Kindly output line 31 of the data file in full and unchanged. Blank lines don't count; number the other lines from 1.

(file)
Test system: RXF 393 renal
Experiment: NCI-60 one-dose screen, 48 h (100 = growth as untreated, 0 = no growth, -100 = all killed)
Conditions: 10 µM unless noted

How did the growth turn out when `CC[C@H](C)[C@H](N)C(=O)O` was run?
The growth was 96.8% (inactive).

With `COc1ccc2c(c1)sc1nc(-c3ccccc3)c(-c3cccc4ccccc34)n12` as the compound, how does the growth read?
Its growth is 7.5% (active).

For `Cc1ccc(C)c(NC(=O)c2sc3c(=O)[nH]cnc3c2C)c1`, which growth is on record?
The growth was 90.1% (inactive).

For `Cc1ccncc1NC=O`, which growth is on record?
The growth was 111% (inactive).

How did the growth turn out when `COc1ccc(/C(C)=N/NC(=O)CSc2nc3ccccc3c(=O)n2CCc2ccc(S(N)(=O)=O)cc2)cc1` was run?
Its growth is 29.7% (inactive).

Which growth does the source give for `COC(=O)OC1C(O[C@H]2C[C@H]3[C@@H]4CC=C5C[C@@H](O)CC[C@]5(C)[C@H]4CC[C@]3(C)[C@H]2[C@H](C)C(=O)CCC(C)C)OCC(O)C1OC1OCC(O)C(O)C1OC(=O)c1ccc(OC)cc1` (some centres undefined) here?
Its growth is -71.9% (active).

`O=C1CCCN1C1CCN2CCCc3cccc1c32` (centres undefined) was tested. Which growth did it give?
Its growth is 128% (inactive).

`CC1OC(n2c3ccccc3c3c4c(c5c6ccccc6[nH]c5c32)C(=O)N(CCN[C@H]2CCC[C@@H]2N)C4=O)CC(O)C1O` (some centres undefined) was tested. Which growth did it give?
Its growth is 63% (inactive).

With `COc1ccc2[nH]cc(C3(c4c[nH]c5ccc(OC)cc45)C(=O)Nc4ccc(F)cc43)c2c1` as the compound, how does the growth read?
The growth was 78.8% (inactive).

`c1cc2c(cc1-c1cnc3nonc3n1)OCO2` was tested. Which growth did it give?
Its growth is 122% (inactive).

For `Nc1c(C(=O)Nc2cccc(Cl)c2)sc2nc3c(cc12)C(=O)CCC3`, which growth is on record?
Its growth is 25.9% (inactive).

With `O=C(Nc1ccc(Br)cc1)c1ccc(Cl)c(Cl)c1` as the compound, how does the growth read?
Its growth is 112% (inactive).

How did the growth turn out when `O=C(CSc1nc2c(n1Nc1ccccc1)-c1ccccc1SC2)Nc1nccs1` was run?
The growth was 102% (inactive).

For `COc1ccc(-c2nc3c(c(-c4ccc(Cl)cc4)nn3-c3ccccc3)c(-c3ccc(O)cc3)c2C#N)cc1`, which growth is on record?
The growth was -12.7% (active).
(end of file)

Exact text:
The growth was -12.7% (active).